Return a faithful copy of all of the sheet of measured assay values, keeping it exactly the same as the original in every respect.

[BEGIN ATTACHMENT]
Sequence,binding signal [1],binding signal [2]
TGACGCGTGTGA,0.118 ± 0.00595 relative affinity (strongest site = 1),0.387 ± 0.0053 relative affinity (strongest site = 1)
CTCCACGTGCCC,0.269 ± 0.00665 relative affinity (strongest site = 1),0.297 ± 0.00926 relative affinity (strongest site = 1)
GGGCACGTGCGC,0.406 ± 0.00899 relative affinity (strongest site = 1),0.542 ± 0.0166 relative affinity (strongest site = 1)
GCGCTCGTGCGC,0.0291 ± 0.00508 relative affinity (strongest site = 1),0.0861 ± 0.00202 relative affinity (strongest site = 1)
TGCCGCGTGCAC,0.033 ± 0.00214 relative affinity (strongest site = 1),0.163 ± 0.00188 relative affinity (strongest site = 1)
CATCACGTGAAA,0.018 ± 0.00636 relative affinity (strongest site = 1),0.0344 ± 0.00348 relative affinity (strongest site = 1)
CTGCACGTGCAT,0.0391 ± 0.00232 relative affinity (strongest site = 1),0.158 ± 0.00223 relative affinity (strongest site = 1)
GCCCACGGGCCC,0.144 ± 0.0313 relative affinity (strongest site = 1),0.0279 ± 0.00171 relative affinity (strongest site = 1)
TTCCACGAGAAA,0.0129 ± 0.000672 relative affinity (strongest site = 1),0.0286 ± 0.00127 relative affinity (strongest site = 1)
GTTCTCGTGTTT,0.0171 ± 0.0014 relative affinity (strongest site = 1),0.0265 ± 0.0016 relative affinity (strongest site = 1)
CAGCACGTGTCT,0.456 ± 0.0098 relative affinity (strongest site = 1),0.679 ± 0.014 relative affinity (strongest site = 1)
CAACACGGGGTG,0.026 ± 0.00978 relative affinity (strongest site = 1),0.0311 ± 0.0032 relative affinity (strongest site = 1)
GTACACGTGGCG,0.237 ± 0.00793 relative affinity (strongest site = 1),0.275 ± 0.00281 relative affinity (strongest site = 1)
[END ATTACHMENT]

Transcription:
Sequence,binding signal [1],binding signal [2]
TGACGCGTGTGA,0.118 ± 0.00595 relative affinity (strongest site = 1),0.387 ± 0.0053 relative affinity (strongest site = 1)
CTCCACGTGCCC,0.269 ± 0.00665 relative affinity (strongest site = 1),0.297 ± 0.00926 relative affinity (strongest site = 1)
GGGCACGTGCGC,0.406 ± 0.00899 relative affinity (strongest site = 1),0.542 ± 0.0166 relative affinity (strongest site = 1)
GCGCTCGTGCGC,0.0291 ± 0.00508 relative affinity (strongest site = 1),0.0861 ± 0.00202 relative affinity (strongest site = 1)
TGCCGCGTGCAC,0.033 ± 0.00214 relative affinity (strongest site = 1),0.163 ± 0.00188 relative affinity (strongest site = 1)
CATCACGTGAAA,0.018 ± 0.00636 relative affinity (strongest site = 1),0.0344 ± 0.00348 relative affinity (strongest site = 1)
CTGCACGTGCAT,0.0391 ± 0.00232 relative affinity (strongest site = 1),0.158 ± 0.00223 relative affinity (strongest site = 1)
GCCCACGGGCCC,0.144 ± 0.0313 relative affinity (strongest site = 1),0.0279 ± 0.00171 relative affinity (strongest site = 1)
TTCCACGAGAAA,0.0129 ± 0.000672 relative affinity (strongest site = 1),0.0286 ± 0.00127 relative affinity (strongest site = 1)
GTTCTCGTGTTT,0.0171 ± 0.0014 relative affinity (strongest site = 1),0.0265 ± 0.0016 relative affinity (strongest site = 1)
CAGCACGTGTCT,0.456 ± 0.0098 relative affinity (strongest site = 1),0.679 ± 0.014 relative affinity (strongest site = 1)
CAACACGGGGTG,0.026 ± 0.00978 relative affinity (strongest site = 1),0.0311 ± 0.0032 relative affinity (strongest site = 1)
GTACACGTGGCG,0.237 ± 0.00793 relative affinity (strongest site = 1),0.275 ± 0.00281 relative affinity (strongest site = 1)